Attention shift impairments and novelty avoidance: effects of characteristics of autism on the self-organization of an artificial neural network
2001 (English)In: Xth European Conference on Developmental Psychology, 2001Conference paper (Refereed)
We discuss application of Artificial Neural Networks (ANN) in simulation of attention shift impairments and novelty avoidance, common deficits in autism. It has been theorized that cortical feature maps in individuals with autism are inadequate for forming abstract codes and representations, explaining the importance paid to detail, rather than salient features. ANNs known as the Self-Organization Maps (SOM) offer insights into the development of cortical feature maps. We present results of the formation of SOMs in response to stimuli from two sources in four modes, namely, novelty seeking (normal learning), attention shift impairment, novelty avoidance and novelty avoidance in conjunction with attention shift impairment. The SOMs resulting from learning with novelty seeking and with attention shift impairment were, perhaps surprisingly, identical. In the case of learning with novelty avoidance the resulting SOMs were adapted to one of the sources at the expense of the other. The SOMs resulting from learning with novelty avoidance in conjunction with attention shift impairment were strikingly different, ranging from almost normal to poor from one simulation to the next, even with identical initial conditions. Such learning, in many different maps, would result in very uneven capacities, common in individuals with autism.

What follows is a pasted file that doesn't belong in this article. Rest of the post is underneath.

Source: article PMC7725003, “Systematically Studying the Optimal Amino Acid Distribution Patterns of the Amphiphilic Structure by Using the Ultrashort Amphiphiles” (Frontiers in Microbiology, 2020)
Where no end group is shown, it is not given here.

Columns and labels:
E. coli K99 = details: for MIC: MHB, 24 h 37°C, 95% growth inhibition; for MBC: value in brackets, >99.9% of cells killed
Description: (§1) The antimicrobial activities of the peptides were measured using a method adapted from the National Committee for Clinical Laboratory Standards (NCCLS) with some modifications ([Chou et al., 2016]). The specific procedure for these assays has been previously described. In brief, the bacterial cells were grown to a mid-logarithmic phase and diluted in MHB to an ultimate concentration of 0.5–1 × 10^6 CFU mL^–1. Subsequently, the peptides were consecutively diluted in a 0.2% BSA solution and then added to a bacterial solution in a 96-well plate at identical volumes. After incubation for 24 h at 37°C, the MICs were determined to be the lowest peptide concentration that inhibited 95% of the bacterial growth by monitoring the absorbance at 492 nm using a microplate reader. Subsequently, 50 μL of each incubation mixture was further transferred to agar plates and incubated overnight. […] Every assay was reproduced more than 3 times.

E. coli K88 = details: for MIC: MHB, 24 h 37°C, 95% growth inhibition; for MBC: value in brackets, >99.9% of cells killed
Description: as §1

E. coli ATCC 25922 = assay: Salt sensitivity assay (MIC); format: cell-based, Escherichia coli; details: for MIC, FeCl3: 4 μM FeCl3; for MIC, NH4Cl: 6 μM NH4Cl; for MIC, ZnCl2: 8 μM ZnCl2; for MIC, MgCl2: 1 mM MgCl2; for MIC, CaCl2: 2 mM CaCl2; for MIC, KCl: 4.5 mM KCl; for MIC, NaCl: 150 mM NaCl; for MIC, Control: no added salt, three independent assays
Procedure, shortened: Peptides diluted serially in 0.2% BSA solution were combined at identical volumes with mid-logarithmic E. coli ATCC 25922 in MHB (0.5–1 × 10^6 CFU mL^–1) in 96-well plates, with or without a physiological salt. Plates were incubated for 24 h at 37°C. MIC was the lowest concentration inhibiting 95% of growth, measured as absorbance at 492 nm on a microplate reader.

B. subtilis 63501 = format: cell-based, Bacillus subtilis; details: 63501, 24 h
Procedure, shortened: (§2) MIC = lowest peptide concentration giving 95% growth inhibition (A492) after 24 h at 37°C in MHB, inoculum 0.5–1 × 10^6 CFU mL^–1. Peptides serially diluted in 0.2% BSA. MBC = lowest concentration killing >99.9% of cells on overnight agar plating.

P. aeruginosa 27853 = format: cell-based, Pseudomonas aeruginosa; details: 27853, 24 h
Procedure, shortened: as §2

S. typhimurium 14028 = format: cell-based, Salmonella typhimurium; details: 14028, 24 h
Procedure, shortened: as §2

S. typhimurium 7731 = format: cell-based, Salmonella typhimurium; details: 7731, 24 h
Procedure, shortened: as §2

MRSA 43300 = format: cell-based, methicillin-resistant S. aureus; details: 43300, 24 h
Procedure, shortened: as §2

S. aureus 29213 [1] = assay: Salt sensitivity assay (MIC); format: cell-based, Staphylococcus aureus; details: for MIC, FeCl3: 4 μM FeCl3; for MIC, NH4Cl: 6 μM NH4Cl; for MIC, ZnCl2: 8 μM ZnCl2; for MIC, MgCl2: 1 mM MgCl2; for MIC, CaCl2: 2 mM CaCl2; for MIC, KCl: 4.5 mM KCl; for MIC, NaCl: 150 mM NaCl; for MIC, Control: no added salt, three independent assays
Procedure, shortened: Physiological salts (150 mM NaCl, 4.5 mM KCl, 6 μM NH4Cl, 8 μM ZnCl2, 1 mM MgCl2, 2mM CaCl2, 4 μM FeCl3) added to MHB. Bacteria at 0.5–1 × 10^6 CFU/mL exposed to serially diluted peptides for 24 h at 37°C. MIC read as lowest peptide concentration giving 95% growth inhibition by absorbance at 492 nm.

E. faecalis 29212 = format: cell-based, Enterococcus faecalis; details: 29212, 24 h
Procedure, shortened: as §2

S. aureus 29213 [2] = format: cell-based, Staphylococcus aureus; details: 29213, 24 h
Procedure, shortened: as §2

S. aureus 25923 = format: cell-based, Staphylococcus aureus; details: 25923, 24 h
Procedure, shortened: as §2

Place, publisher, year, edition, pages
Research subject Industrial Electronics
IdentifiersURN: urn:nbn:se:ltu:diva-32235Local ID: 6a95ae30-69d0-11db-8cbe-000ea68e967bOAI: oai:DiVA.org:ltu-32235DiVA: diva2:1005469
European Conference on Developmental Psychology : 21/08/2001 - 25/08/2001
Godkänd; 2001; 20061101 (ysko)2016-09-302016-09-30Bibliographically approved